Throughout last summer, I rode a variety of trail networks to keep things fun and interesting with the majority in Fellowship Of The Wheel’s (FOTW) region, closer to Skirack and where I live in Burlington. FOTW handles trail maintenance and advocacy in the Chittenden County area and is one of several Vermont Mountain Bike Association (VMBA) chapters.

Molly hitting a jump at Sleepy Hollow, in Huntington, VT
Molly hitting a jump at Sleepy Hollow, in Huntington, VT

VMBA has come a long way with development in its membership participation, trail maintenance, and individual chapters. FOTW in particular has had an immense impact on group rides and a ton of growth with ladies specific rides dedicated to the inclusion of all skill levels. This allows for the mountain bike community to grow and thrive. It allows for inclusion and comradery. It is an opportunity to build skills and share experiences with those just starting out.

This year I became the proud owner of a Juliana Roubion. It is my first full suspension mountain bike, so I decided to go big and bold. After demo-ing the Juliana Joplin with plus tires last year, I was hooked. The ladies specific Santa Cruz was everything I was looking for in a bike. Nimble, light, and radical, the Juliana Roubion is an amazing source of fun and growth. Smiles for days, capabilities for going big, and confidence to push the limits of what I think is possible, makes this the bike that can do it all. The more you bike, the better you get. The experiences gained are priceless. This bike handles like a champ and performs so lively in the descents, it has allowed me to achieve my mountain biking goals more quickly.

A recent VMBA Interchapter Women's group ride at Sleepy Hollow, Huntington, VT.
A recent VMBA Interchapter Women's group ride at Sleepy Hollow, Huntington, VT.

Progression comes with repetition, motivation and tenacity. Vermont has some of the most exciting terrain to grow your love for the outdoors. Going from the adrenaline rush of being on top of a rock roller that you know deep down you can conquer, to actually moving beyond your doubts and nailing it is enough to inspire me to want more. I am eternally grateful for the mountain bike community in Vermont. From my friends, to co-workers, to VMBA chapter sponsored group rides, there is an amazing network available to help grow the mountain bike community and culture that surrounds it. I’ve had amazing coaching from approach, to clearing mental blocks, to showing others what I’ve learned. The experiences are amazing. Being the youngest of three, I learned a lot through seeing others perform difficult tasks. That quickly grew into me fearlessly pushing the limits further.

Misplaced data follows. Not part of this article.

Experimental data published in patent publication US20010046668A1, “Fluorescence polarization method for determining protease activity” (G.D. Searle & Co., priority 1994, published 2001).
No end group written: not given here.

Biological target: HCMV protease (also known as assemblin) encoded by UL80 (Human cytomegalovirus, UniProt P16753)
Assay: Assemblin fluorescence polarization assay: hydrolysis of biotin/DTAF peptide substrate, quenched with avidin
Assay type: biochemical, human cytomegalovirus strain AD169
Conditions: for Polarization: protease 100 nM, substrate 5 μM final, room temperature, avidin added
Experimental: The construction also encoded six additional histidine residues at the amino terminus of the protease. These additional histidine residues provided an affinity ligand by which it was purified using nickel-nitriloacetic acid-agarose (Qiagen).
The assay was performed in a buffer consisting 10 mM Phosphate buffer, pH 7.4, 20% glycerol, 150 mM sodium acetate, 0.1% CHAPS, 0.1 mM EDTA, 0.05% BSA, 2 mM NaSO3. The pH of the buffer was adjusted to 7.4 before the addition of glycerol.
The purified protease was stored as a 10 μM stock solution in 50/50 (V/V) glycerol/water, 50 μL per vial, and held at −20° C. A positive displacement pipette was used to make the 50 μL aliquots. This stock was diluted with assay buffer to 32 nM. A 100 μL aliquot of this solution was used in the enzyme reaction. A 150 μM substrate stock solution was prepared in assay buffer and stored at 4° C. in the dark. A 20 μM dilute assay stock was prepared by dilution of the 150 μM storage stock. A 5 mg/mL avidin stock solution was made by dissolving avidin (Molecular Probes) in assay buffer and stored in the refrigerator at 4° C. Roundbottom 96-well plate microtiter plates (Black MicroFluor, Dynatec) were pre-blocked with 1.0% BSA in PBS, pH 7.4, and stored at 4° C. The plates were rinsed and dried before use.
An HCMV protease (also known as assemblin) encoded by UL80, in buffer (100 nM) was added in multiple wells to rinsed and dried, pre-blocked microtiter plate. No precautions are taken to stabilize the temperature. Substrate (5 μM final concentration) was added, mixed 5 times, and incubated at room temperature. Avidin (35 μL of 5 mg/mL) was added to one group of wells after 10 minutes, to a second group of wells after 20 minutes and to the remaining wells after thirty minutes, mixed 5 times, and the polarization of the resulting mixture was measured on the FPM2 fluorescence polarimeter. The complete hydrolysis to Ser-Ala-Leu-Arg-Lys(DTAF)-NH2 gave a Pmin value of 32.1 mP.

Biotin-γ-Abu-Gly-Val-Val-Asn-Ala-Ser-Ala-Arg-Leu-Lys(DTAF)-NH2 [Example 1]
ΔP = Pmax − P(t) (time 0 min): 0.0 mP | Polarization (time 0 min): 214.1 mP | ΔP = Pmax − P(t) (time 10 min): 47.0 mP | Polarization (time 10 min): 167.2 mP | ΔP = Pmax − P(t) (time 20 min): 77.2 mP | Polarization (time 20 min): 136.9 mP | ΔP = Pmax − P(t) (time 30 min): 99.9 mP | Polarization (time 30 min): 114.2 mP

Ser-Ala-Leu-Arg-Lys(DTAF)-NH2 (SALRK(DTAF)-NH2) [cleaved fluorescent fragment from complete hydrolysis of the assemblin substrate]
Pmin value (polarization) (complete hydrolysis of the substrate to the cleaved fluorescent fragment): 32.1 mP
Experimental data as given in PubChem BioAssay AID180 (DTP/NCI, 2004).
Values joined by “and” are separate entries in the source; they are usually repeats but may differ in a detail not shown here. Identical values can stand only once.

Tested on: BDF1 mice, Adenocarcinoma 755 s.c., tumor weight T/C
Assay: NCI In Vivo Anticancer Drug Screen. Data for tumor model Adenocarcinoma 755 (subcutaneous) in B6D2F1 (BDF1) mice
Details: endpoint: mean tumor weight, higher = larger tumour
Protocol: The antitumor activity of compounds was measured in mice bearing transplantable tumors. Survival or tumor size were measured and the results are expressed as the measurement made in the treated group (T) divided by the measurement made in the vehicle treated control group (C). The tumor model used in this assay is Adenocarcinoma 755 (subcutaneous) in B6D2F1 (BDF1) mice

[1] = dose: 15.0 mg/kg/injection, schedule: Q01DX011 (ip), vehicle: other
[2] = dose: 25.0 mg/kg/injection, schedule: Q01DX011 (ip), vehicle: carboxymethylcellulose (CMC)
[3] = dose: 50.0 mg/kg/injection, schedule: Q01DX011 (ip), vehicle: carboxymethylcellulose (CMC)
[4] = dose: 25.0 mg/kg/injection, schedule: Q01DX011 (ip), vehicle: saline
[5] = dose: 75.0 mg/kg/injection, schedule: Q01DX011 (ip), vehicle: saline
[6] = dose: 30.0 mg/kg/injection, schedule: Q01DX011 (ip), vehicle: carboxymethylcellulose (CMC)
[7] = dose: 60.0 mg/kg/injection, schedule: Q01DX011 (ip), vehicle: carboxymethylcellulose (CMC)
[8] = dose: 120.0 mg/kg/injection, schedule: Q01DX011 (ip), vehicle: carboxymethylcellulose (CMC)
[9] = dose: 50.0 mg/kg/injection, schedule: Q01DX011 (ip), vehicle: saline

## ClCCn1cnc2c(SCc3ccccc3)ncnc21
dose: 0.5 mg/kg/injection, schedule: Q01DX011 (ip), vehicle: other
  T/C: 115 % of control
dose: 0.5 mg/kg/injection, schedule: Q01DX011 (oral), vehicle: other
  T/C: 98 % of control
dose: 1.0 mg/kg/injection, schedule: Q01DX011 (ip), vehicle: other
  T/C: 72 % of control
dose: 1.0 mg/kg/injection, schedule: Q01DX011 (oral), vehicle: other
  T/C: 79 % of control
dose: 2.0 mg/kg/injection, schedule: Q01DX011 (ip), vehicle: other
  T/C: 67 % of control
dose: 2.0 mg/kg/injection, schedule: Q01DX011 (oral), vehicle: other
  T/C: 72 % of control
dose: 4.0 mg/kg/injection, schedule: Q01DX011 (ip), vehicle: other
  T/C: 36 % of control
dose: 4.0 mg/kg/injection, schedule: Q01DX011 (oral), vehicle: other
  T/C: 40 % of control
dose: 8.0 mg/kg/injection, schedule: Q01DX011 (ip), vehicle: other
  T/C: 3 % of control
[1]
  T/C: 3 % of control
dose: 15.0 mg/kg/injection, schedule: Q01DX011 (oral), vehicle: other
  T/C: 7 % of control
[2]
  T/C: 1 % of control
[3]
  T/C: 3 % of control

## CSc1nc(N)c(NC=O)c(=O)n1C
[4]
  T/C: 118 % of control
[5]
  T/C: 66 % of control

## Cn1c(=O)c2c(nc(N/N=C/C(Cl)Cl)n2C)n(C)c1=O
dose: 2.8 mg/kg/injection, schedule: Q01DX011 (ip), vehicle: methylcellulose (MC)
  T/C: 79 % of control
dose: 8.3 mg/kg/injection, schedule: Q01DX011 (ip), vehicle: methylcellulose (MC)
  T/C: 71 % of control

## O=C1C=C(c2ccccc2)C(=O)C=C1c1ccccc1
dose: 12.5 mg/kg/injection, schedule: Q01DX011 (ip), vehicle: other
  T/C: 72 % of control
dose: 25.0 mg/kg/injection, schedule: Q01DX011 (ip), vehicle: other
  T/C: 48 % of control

Our community and surrounding have the ability to help us overcome some of the mental blocks that arise from doing something new. The mountain bike culture in Vermont is that of a large family looking to push each other towards growth and success. From shop rides every Sunday after work to just being out on the trail with one or two friends, growth is possible. Meeting new people in and out of work that are passionate about biking inspire me to push myself and try new things. It has helped me overcome doubt and provided reassurance with being new to something again.

- Molly Cournoyer,
Skirack

Click here to learn more about Molly.